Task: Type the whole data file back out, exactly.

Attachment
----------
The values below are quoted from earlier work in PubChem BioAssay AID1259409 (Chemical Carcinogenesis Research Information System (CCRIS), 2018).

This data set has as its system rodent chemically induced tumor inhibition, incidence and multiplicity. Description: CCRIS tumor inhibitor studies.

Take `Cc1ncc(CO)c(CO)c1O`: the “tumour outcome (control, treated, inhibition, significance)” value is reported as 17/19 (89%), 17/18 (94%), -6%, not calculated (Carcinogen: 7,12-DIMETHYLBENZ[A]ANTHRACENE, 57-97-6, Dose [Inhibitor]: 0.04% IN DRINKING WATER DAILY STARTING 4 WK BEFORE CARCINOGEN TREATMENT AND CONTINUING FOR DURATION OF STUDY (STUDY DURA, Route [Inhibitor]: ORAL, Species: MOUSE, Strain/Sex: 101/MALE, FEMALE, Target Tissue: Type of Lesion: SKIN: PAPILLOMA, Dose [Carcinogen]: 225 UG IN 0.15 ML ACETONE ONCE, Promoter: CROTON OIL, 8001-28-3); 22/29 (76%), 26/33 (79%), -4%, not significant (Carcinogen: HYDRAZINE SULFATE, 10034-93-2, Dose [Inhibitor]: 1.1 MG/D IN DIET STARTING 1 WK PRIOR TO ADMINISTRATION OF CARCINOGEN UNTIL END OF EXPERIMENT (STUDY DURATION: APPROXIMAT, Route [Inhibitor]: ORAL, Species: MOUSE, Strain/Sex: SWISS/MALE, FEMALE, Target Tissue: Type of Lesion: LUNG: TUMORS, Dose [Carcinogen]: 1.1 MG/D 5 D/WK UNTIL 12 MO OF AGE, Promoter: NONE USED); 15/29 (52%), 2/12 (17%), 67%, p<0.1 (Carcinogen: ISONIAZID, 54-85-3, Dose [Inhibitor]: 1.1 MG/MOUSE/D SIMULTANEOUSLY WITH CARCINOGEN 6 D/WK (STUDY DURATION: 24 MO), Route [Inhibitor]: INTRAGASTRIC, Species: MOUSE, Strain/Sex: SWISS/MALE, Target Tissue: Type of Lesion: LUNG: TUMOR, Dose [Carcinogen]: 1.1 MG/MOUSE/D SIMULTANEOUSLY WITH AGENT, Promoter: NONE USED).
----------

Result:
The values below are quoted from earlier work in PubChem BioAssay AID1259409 (Chemical Carcinogenesis Research Information System (CCRIS), 2018).

This data set has as its system rodent chemically induced tumor inhibition, incidence and multiplicity. Description: CCRIS tumor inhibitor studies.

Take `Cc1ncc(CO)c(CO)c1O`: the “tumour outcome (control, treated, inhibition, significance)” value is reported as 17/19 (89%), 17/18 (94%), -6%, not calculated (Carcinogen: 7,12-DIMETHYLBENZ[A]ANTHRACENE, 57-97-6, Dose [Inhibitor]: 0.04% IN DRINKING WATER DAILY STARTING 4 WK BEFORE CARCINOGEN TREATMENT AND CONTINUING FOR DURATION OF STUDY (STUDY DURA, Route [Inhibitor]: ORAL, Species: MOUSE, Strain/Sex: 101/MALE, FEMALE, Target Tissue: Type of Lesion: SKIN: PAPILLOMA, Dose [Carcinogen]: 225 UG IN 0.15 ML ACETONE ONCE, Promoter: CROTON OIL, 8001-28-3); 22/29 (76%), 26/33 (79%), -4%, not significant (Carcinogen: HYDRAZINE SULFATE, 10034-93-2, Dose [Inhibitor]: 1.1 MG/D IN DIET STARTING 1 WK PRIOR TO ADMINISTRATION OF CARCINOGEN UNTIL END OF EXPERIMENT (STUDY DURATION: APPROXIMAT, Route [Inhibitor]: ORAL, Species: MOUSE, Strain/Sex: SWISS/MALE, FEMALE, Target Tissue: Type of Lesion: LUNG: TUMORS, Dose [Carcinogen]: 1.1 MG/D 5 D/WK UNTIL 12 MO OF AGE, Promoter: NONE USED); 15/29 (52%), 2/12 (17%), 67%, p<0.1 (Carcinogen: ISONIAZID, 54-85-3, Dose [Inhibitor]: 1.1 MG/MOUSE/D SIMULTANEOUSLY WITH CARCINOGEN 6 D/WK (STUDY DURATION: 24 MO), Route [Inhibitor]: INTRAGASTRIC, Species: MOUSE, Strain/Sex: SWISS/MALE, Target Tissue: Type of Lesion: LUNG: TUMOR, Dose [Carcinogen]: 1.1 MG/MOUSE/D SIMULTANEOUSLY WITH AGENT, Promoter: NONE USED).